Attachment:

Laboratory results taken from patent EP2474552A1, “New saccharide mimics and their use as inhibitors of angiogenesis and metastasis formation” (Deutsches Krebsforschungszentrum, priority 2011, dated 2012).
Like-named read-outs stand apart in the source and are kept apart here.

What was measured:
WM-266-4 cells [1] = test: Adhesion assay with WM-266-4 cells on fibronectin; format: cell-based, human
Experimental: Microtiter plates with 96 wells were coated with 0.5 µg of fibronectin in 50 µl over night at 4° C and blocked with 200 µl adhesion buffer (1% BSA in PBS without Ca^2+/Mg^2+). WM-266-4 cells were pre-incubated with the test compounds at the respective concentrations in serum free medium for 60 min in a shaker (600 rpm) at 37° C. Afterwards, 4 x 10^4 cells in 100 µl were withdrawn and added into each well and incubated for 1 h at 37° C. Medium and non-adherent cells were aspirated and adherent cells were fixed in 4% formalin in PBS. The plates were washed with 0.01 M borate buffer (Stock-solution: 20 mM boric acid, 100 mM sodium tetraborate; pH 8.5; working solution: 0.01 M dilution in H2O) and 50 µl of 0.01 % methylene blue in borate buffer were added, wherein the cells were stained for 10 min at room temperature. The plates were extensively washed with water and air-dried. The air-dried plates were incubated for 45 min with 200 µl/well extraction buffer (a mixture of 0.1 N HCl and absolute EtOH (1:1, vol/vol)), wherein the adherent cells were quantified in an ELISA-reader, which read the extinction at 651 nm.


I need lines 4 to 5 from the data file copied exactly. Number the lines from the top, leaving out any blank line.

WM-266-4 cells [1] = test: Adhesion assay with WM-266-4 cells on fibronectin; format: cell-based, human
Experimental: Microtiter plates with 96 wells were coated with 0.5 µg of fibronectin in 50 µl over night at 4° C and blocked with 200 µl adhesion buffer (1% BSA in PBS without Ca^2+/Mg^2+). WM-266-4 cells were pre-incubated with the test compounds at the respective concentrations in serum free medium for 60 min in a shaker (600 rpm) at 37° C. Afterwards, 4 x 10^4 cells in 100 µl were withdrawn and added into each well and incubated for 1 h at 37° C. Medium and non-adherent cells were aspirated and adherent cells were fixed in 4% formalin in PBS. The plates were washed with 0.01 M borate buffer (Stock-solution: 20 mM boric acid, 100 mM sodium tetraborate; pH 8.5; working solution: 0.01 M dilution in H2O) and 50 µl of 0.01 % methylene blue in borate buffer were added, wherein the cells were stained for 10 min at room temperature. The plates were extensively washed with water and air-dried. The air-dried plates were incubated for 45 min with 200 µl/well extraction buffer (a mixture of 0.1 N HCl and absolute EtOH (1:1, vol/vol)), wherein the adherent cells were quantified in an ELISA-reader, which read the extinction at 651 nm.